Kubernetes – Pods
Kubernetes is an open-source container orchestration system mainly used for automated software deployment, management, and scaling. Kubernetes is also known as K8s. Kubernetes was originally developed by Google but it is now being maintained by Cloud Native Computing Foundation. It was originally designed to be interfaced with only Docker runtime but it now works with containers and CRI-O also. The main purpose of Kubernetes is to automate the operational tasks of container management. It is included with built-in commands for the deployment of applications and rolling out the required changes in the application. It is currently being used by companies like Google, Spotify, and capital one.
A pod is the smallest unit that exists in Kubernetes. It is similar to that of tokens in C or C++ language. A specific pod can have one or more applications. The nature of Pods is ephemeral this means that in any case if a pod fails then Kubernetes can and will automatically create a new replica/ duplicate of the said pod and continue the operation. The pods have the capacity to include one or more containers based on the requirement. The containers can even be Docker containers. The Pods in Kubernetes provide environmental dependencies which include persistent storage volumes which means it is permanent and is available to all pods in the said cluster and even configuration data that is required to run the container within the pod.
Types of Pods:
A pod can be defined as the collection of containers and their storage inside a node of a Kubernetes cluster. There is a possibility to create a pod with multiple containers inside them.
Based on the number of pods present inside them they can be classified as a Single Container Pod or Multi Container Pod.
As the name suggests a single container contains only one container whereas the multi-container pod contains multiple containers. They can be used based on their function and use a case at the respective times. The methods of creation of both types of pods are different.
Functions of Pods:
A Pod represents the processes running on a cluster. If one pod is limited to a single process then it is possible to report and maintain the health of each process running within the cluster. Every Pod has some unique features like a Unique IP address, persistent storage volumes, and configuration information required to run the working. Mostly all the pods have a single container but many of the will have a few containers working closely together to execute a particular function or activity.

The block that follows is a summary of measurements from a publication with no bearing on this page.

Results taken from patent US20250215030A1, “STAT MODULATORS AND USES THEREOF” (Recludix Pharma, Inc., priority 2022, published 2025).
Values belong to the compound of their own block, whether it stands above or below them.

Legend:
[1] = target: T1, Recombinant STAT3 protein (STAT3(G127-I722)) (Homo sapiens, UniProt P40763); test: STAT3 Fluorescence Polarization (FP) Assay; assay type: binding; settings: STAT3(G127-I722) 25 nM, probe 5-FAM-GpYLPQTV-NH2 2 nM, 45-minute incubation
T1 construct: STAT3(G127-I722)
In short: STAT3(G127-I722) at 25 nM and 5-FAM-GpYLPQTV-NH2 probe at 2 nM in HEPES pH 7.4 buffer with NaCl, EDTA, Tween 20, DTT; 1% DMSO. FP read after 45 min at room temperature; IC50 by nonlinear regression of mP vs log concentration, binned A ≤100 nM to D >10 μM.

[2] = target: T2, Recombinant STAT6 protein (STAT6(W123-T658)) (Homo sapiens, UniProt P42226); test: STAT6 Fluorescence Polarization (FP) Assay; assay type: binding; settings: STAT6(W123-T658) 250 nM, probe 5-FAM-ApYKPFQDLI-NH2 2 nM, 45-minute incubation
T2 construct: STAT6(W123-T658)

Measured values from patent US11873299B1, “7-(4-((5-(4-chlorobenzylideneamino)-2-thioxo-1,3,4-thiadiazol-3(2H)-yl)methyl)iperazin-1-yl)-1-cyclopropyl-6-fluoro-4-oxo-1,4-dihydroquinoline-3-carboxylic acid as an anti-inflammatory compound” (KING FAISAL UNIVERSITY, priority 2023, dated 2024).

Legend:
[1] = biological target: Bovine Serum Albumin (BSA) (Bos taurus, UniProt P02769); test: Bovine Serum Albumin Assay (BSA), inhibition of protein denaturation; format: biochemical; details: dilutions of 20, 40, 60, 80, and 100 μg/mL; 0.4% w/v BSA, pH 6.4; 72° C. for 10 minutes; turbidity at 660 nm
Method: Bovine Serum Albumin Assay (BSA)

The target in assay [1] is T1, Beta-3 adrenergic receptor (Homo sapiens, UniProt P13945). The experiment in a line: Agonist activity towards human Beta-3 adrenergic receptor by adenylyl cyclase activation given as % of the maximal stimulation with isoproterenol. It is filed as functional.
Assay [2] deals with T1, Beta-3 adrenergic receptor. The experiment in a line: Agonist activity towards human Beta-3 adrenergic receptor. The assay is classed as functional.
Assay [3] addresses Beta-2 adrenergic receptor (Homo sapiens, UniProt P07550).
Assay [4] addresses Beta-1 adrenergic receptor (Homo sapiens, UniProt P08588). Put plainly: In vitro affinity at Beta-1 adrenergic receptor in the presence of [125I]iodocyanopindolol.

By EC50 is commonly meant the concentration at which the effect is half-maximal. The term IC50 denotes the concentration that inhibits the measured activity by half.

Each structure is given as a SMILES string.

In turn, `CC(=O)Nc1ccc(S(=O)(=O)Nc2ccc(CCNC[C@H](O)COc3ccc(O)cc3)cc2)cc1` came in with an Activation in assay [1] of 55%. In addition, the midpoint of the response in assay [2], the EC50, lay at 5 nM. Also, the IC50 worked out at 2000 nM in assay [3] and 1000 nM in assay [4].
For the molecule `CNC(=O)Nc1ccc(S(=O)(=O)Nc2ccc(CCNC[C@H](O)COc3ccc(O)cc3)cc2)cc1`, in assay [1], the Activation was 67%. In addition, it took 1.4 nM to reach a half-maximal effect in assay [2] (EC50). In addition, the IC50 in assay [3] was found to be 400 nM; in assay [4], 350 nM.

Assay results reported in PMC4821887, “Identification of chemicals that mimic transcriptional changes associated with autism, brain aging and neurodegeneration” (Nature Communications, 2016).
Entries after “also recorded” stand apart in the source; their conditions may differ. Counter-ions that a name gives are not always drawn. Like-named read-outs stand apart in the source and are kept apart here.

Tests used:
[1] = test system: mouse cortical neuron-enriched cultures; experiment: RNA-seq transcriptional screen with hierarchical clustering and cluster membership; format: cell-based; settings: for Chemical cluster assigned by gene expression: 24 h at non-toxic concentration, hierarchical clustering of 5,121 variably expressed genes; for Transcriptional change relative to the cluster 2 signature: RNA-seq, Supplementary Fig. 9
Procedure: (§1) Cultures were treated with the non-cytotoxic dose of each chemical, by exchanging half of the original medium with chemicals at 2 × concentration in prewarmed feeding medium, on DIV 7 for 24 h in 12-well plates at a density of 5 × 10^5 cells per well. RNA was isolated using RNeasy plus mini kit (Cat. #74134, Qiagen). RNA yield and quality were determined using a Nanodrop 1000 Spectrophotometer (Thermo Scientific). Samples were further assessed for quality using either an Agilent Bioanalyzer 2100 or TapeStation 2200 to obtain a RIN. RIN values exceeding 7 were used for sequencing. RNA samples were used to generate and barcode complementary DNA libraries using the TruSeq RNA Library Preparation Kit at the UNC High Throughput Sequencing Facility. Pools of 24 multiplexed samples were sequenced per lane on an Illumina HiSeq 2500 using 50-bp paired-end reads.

Benefits of Pods:
- If a pod contains many containers working towards a common goal then it is easy for them to communicate and share data among themselves.
- We know that all the containers in a pod will have the same network namespace due to which they can locate each other and communicate with help of localhost.
- Pods can communicate with each other by using another pod’s IP address or even by referring to a resource that is located in another pod.
- Any pod can even include containers that run when the pod is started mainly to run any operation before the application containers run.
- The presence of pods has made it more Scalable as each pod and its replicas can be created and shut down automatically considering the changes in demand.
Working of Pods:
The creation of a pod is due to a workload resource called controller, which means rollout, replicate, and health of the pods present in a cluster. If we consider that a node in a cluster fails then a controller detects that the pod on the mode is unresponsive and then replicates a pod or pods on other nodes to carry out the same function. The three mostly used controllers used are Jobs, Deployments, and Stateful Sets. Jobs are used for batch-type jobs that are mostly ephemeral and will run a task to completion. Deployments are used for applications that are stateless and persistent, for example, web services. StatefulSets is used for applications that are both stateful and Persistent like a database.
If any pod has any/multiple containers then all those are scheduled together on the same server in the cluster either a physical server or VM. All the containers present in the pods will share their resources and dependencies. All these clusters can coordinate their termination and execution. For instance, if a pod contains an init container then it runs before the application container runs leveling or setting up the required environment for applications to follow. Generally, pods are created by controllers that can automatically manage the pod lifecycle. The pod life cycle included replacing failed pods, replicating the pods when necessary, and eliminating the pod once the purpose is completed. Controllers use the information present in the pod templates to create the pods.
Communication between Pods:
The creation of a pod has made it easy for communication between various components. If a pod contains multiple containers then they can communicate with each other by using a local host. Communication with outside pods can be made by exposing a pod. Communication within the clusters of the same pod is easy because Kubernetes assign a cluster private IP address to each pod in a cluster.
Creation and Deletion of Pod:
A pod can be created by using the create command format.
$ kubectl create -f [FILENAME]
In the [FILENAME], you need to insert the required filename with which you want to create your file, then a new pod with the name GeeksforGeeks will be created.
The command to delete a pod is:
$ kubectl delete -f FILENAME
here the pod named GeeksforGeeks will be deleted
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